About Us

Engineers Without Borders

Engineers Without Borders (EWB) is a global movement made up of many independent EWB organisations around the globe. The movement’s key objective is to remove barriers to engineering to alleviate poverty in countries across the world. Each organisation is independent but collaboration is key to the impact of the EWB movement and that is why EWB Australia and EWB New Zealand have partnered to deliver the EWB Challenge. You can find out more about the work of EWB Australia  and EWB New Zealand by visiting their respective websites and about EWBs across the world by visiting the EWB International website.

 

 

The EWB Challenge

The EWB Challenge is a design program for primary year university students coordinated by the EWB Challenge team and delivered in partnership with universities across Australia and New Zealand. It provides students with the opportunity to learn about design, teamwork and communication through real, inspiring, sustainable cross-cultural development projects. By participating in the EWB Challenge students are presented with a fantastic opportunity to design creative solutions to real world problems.

Each year, the EWB Challenge design brief is based on a set of sustainable development projects identified by EWB with its community-based partner organisations. In previous years, the EWB Challenge has included developing innovative sustainable project ideas and solutions to support communities in India, Nepal, Cambodia, rural Australia, Vietnam, Timor Leste and more.

The EWB Challenge is open to students undertaking a university course registered with the EWB Challenge. The course may run in Semester One or Semester Two. Students studying in the disciplines of engineering, architecture, urban planning, landscape architecture, science, business social science are all encouraged to participate.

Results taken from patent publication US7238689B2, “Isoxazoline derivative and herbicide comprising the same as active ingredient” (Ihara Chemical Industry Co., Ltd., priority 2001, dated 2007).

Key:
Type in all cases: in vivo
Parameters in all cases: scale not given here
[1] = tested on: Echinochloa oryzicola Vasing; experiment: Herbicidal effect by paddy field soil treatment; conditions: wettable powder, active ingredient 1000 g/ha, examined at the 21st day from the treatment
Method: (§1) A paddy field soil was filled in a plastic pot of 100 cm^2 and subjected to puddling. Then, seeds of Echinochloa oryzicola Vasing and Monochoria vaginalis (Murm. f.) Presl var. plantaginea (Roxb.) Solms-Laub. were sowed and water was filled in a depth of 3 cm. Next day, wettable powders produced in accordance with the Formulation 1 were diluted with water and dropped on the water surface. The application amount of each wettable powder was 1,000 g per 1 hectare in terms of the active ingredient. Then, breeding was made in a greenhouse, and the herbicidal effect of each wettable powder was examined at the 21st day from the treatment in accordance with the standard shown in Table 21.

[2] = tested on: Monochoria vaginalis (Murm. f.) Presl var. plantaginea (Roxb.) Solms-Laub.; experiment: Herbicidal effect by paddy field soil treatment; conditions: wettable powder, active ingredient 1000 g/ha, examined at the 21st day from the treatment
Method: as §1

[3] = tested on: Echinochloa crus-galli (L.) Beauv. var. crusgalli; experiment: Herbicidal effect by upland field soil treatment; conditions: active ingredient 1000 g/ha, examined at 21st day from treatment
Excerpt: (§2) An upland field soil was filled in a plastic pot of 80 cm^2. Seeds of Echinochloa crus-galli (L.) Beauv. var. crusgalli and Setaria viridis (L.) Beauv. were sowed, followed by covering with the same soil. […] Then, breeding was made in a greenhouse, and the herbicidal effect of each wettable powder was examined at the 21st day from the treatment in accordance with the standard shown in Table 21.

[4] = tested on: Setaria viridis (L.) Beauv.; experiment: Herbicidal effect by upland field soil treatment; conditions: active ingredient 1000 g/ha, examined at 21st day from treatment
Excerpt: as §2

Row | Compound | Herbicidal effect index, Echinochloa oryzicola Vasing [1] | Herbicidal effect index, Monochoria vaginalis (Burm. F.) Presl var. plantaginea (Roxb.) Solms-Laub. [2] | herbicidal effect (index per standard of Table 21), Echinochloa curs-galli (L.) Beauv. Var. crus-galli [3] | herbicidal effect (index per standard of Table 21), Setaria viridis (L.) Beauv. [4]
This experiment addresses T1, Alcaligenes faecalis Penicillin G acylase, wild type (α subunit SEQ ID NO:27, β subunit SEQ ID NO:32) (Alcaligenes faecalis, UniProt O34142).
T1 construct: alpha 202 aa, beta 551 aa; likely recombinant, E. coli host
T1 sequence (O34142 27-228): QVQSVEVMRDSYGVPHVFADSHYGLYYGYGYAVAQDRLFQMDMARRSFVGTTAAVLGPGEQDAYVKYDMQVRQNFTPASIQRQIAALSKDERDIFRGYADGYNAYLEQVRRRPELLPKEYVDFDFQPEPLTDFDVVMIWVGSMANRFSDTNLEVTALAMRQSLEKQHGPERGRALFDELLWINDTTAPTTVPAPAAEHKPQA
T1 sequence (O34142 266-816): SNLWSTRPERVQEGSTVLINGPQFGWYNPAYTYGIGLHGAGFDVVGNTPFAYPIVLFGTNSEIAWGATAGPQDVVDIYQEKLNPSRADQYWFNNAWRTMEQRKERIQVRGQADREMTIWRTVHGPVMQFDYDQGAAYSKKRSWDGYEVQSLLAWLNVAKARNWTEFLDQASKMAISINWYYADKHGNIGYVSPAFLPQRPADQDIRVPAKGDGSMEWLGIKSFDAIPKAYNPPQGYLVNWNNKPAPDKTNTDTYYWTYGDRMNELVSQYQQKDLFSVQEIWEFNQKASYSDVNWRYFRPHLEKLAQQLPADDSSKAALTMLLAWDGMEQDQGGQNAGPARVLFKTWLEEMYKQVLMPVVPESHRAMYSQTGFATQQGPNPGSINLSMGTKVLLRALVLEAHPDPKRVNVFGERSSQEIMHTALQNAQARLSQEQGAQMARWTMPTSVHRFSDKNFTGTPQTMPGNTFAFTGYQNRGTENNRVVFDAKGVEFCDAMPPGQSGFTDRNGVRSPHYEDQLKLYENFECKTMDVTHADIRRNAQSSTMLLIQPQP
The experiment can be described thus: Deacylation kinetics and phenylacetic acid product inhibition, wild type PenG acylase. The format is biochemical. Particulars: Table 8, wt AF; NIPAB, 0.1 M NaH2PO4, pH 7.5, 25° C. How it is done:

Aims and Objectives

Engineers Without Borders is working toward the goal of a transformed engineering sector where every engineer has the skills, knowledge, experience, and attitude to contribute to sustainable community development and poverty alleviation.

The EWB Challenge program aims to contribute to this broader goal by working at the university level to enable change within the engineering curriculum. The program is helping to shape future engineers by working to the following objectives:

  • introduce primary year university students to concepts of humanitarian engineering through working on real-world projects
  • empower university students to gain an increased awareness of the role of engineers in poverty alleviationand their individual responsibility as global citizens
  • support EWB community-based partner organisations through providing access to student design ideas, and by supporting them to share knowledge and resources with universities internationally

Where 'humanitarian engineering' refers to a people-centred, strengths-based approach to improve community health, well-being, and opportunity.